Morning Metal: Demon Hunter’s Extremist Album Review


Demon Hunter – Extremist

Release Date: March 18th, 2014

Demon Hunter, based out of Seattle, Washington, released their seventh studio album Extremist via Solid State Records on March 18th, 2014. Demon Hunter is known for their use of Christianity-influenced musical direction and frequent use of religious lyrics. While I was hesitant at first to listen to Demon Hunter, having come across them early 2012 to their 2010 album, The World Is A Thorn, I was not at all disappointed with Extremist. Rather, I couldn’t stop listening to the debut single, “Artificial Light.”

The album has a significant turn from 2012’s True Defiance with the overall instrumentals. While Demon Hunter maintained the heaviness from previous albums with “Hell Don’t Need Me,” they moved into a more ballad-oriented feel for the majority of the tracks including “I Will Fail You,” “The Last One Alive,” and the album’s angelic closer, “The Heart of a Graveyard.” Don’t feel distanced by your first impression of the album, it may not tickle your fancy the way it did mine. If you are new to Demon Hunter, having not heard their previous work, this album will be a beautiful, chaotic and monstrous example of the Washington group’s capabilities.

The band’s lead vocalist, Ryan Clark, comes in with the angry question of the day “Just who do you think I am?” with the album’s opener, “Death”. I enjoyed this track because it is served with a cold dish of religious chants at the beginning prior to Clark’s verses. Religious or not, it adds the same kind of haunting as Ghost’s “Year Zero.”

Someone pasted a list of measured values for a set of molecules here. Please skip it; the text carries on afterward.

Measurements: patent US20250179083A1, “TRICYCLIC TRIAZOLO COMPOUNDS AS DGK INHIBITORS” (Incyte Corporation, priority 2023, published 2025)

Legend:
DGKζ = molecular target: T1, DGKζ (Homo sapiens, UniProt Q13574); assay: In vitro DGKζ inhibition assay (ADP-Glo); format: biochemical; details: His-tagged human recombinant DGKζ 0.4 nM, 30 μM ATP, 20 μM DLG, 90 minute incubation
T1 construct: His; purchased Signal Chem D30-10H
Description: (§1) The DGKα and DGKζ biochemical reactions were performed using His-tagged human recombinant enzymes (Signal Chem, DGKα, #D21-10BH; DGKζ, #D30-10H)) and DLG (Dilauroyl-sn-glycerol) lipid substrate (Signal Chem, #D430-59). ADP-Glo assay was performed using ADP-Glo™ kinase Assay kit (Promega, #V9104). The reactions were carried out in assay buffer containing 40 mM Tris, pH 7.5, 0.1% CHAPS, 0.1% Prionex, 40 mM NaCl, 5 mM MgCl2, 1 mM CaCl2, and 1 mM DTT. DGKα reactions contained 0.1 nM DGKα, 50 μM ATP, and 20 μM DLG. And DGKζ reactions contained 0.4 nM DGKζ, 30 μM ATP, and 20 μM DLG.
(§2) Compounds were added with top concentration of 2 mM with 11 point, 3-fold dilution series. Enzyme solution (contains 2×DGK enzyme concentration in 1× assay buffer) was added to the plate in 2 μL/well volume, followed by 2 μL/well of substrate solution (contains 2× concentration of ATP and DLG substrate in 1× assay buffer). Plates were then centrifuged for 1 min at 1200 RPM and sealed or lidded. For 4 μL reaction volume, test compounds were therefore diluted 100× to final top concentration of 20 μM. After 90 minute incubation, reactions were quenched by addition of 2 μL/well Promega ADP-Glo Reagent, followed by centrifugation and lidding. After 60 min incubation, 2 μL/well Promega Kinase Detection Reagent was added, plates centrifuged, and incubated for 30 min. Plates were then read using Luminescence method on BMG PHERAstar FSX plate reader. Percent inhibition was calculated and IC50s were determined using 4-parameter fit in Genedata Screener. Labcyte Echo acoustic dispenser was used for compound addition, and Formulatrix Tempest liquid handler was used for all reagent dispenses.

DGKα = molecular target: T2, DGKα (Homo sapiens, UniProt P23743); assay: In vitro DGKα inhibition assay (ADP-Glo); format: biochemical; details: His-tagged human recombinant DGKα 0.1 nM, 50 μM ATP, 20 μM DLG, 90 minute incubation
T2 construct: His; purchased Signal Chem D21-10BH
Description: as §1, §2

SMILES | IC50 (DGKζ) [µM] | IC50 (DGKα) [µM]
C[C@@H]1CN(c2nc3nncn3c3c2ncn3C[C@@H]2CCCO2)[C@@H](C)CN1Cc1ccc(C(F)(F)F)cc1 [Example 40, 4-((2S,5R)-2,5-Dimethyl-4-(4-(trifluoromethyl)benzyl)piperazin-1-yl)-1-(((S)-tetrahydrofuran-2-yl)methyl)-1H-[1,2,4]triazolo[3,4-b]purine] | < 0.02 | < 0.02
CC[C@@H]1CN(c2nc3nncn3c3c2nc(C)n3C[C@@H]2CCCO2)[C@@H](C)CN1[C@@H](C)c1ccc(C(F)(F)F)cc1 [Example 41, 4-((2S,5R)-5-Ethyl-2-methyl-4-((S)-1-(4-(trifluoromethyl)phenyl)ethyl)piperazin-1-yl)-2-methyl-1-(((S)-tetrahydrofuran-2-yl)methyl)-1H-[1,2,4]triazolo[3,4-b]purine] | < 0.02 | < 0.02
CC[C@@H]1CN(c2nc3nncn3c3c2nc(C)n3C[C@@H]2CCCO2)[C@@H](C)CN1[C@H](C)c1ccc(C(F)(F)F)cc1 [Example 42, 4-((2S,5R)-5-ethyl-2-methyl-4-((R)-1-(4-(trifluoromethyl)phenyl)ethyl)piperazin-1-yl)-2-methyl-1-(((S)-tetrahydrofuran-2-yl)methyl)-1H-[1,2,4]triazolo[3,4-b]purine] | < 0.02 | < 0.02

It continues to bring the metal with “Artificial Light,” which was released mid-February to prepare the listeners for what I would plainly call an “eargasm.” This track is very reminiscent of their previous album with the electronics involved within the track and this song serves as the main “fight song” of the album. In an interview with the frontman, he speaks about the single’s lyrical idea:

It’s essentially about how I pay attention to a lot of lyrics in other bands, and I think a lot of people might not. I talked to some of the guys in my band about that and sometimes there are some people who just don’t care, or, you know, aren’t concerned with the lyrics or whatever. There are certain bands where I pay less attention to that stuff, but for me I see it as a frame of reference of what people are saying and what people are being told. So for me, it’s good ammunition, I guess, when I write. Even if it’s something I disagree with, I can pull some inspiration from that ‘cause I can debate it, try to debunk it or give an alternate view to what another band says. – Ryan Clark on “Artificial Light” via Solid State Records, February 2014.


Next on the album’s track list is “What I’m Not” which follows “Artificial Light” very nicely with an electronica vibe. Instrumentally, this track contains the heaviness as well as the melodic chorus which made me fall in love with Demon Hunter in the first place. Along with “Artificial Light” and “Death,” it would seem that Demon Hunter strategically placed these songs next to each other in order to pave the way for their soothing tracks later on for the record. My only pet peeve with this track, however, is that it ends sort of abruptly where as it could have made a really cool intro to “The Last One Alive.”

Meanwhile, it moves onto the aforementioned track with a barrage of angry riffage into a very mellow tempo asking the question, “Is anyone alive?” The lyrics play a major part in this song, with Clark explaining, “If I were the last one alive that felt the way I do about the world or had my world view, my hope is that I would stay firm in that. Despite no one else agreeing with me and that my convictions would be strong enough at that point.” The song is very post-apocalyptic and reminds me very much about The Book of Eli which portrays a man wandering across a chaos stricken world with a belief of something better – regardless of who says otherwise. I could definitely jam this song while walking with my dog throughout a zombie apocalypse.